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November 26, 2006


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Elliott Dahan

Jason –

I will direct my comments to seed and early stage investments.

I have found that later stage investments are usually done or not done – not sold to investors. Either the growth, numbers, acceptance, hype, etc. are all in place and later stage investing makes sense or something is wrong. (I’m not going to get into the world of “down rounds”, “salvaging for spare parts” and “shotgun weddings”)

Misdirected Mixed Signals: First you say, “I have always believed that the markets are efficient. Great companies or great entrepreneurs + a good ideas are always able to get money. Always.” – Then you say, “But if you can't get capital from us and the other firms in your region, don't call it quits.” You then go on to say, “Instead, focus on building a list of VCs out of state that are interested in your geography.”

Your simplistic answer leaves out the most important element an entrepreneur should look for in a potential investor – The Space. Bio/Medical guys are not going to look at Software. Hardcore Platform/Infrastructure guys are not going to look at B2C. “Green” guys are only looking at Green. Instead of flippantly telling folks to look elsewhere, geographically, you should be telling them to look for investors who are in their Space.

You do not mention the need to know the financial investing parameters of any target investor. What is the minimum investment ? What is the maximum investment over the life of the company ? Does the investor require the entrepreneur to find a “lead” investor ? Lots and lots of research that must be done by the entrepreneur.

There is another reality check you did not mention – most non-RTP VCs will want a local-RTP VC to join in the funding round so there will be some local oversight. And, this brings us back to the problem of local-RTP VC firm as “gatekeeper” – not risk taker.

There is another reality check you did not mention – don’t bother “throwing your business plan over the transom” – or, the odds of you getting any attention from an investor without some kind of introduction or valid name dropping are little or none. (even a snappy LinkedIn intro is good).

The Angel Funding process, all too often, involves genuflecting in front of some folks with spare change who then add little or nothing to the entrepreneur. I have been involved in both the organized Angel and the individual Angel process both in the Silicon Valley and RTP. If an entrepreneur doesn’t really, really need money – he/she should avoid that route unless the Angel money is coming from active and knowledgeable people. Entrepreneurs should definitely source Angel $$ - but only after doing good research on the background of the Angels and their investments.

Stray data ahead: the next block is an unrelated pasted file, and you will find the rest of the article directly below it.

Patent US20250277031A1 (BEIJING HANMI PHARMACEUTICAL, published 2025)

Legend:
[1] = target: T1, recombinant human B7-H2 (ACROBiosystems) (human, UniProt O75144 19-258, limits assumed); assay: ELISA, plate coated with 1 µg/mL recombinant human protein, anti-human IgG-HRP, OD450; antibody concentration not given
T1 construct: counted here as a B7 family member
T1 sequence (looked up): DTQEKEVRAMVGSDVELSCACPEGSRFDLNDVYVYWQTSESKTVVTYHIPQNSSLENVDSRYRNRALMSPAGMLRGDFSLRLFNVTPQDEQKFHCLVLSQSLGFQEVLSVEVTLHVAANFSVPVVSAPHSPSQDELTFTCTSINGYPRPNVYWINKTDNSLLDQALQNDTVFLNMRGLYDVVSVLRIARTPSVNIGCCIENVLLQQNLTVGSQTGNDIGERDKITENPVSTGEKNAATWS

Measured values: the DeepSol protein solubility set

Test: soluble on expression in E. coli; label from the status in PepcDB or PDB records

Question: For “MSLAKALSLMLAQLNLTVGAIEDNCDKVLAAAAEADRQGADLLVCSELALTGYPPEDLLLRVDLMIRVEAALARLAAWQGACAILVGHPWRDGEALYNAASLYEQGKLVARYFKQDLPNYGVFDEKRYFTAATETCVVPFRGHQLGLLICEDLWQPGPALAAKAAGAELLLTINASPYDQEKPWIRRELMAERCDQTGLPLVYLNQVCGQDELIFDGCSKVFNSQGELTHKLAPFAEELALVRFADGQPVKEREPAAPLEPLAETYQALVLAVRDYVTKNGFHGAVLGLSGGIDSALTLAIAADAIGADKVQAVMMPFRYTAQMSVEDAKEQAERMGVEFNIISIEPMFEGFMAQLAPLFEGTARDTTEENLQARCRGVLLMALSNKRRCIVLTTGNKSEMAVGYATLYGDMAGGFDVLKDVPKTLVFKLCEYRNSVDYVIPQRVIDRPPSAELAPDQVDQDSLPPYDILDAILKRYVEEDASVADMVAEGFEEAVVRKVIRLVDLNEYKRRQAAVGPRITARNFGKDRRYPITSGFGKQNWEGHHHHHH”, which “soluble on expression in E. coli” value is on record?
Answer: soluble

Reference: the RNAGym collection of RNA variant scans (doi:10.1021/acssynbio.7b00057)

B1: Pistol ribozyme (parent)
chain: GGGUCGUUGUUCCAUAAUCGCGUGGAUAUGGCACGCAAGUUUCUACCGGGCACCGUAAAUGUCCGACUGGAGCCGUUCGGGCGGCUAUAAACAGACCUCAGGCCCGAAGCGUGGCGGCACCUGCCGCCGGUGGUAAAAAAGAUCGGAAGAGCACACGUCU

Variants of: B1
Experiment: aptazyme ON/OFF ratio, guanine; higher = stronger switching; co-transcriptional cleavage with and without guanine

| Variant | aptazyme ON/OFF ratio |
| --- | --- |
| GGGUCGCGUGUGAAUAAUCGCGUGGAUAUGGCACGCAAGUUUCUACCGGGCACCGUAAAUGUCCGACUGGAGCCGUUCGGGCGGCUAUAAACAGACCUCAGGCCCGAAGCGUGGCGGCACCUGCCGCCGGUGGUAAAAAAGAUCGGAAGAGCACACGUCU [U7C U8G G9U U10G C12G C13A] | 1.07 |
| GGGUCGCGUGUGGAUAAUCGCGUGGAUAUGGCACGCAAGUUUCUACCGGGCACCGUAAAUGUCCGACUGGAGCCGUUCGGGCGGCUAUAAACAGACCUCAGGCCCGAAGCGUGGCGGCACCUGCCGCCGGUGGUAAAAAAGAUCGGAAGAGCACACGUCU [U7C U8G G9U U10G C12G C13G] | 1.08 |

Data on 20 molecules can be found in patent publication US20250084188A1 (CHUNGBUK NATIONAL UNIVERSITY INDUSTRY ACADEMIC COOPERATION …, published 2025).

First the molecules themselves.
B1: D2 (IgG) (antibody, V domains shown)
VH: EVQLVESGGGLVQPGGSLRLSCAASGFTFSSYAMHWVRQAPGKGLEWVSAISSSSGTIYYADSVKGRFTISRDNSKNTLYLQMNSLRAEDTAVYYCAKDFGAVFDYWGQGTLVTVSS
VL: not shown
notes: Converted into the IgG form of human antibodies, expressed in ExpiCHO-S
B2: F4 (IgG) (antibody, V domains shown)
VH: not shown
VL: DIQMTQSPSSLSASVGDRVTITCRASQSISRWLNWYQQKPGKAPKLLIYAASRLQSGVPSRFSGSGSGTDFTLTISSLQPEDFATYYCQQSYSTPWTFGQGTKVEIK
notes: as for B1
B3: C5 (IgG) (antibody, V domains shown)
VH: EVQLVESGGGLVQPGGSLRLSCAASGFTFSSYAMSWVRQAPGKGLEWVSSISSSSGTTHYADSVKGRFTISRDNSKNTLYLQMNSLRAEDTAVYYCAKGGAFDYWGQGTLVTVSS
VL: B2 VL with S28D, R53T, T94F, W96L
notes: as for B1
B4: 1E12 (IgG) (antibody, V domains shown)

Do not confuse this institutional Angel funding from Friends&Family money.

There is a new development – probably the most important of all, that you didn’t mention – the recognition by both established and new investment firms that the Seed/Early Stage market is both underserved and potentially quite lucrative. Look at Charles River Venture’s “Quick Start”. I have been approached by some savvy folks in L.A. who are putting together a dedicated Seed Fund of about $25 million. Look at what other VC firms and new firms announce in Q1/2007. This will be the future of Seed investing.

I hope this helps.

Elliott Dahan

Knox Massey

Hi Jason--
Stop by next time you are in Atlanta. Atlanta Technology Angels (ATA) is still alive and well. We're very active in the Atlanta market with 3 new deals in 2006 (and 10 follow-ons). Other angels, VC funds and entrepreneurs are welcome to call or stop by anytime.

Knox Massey
Executive Director
Atlanta Technology Angels

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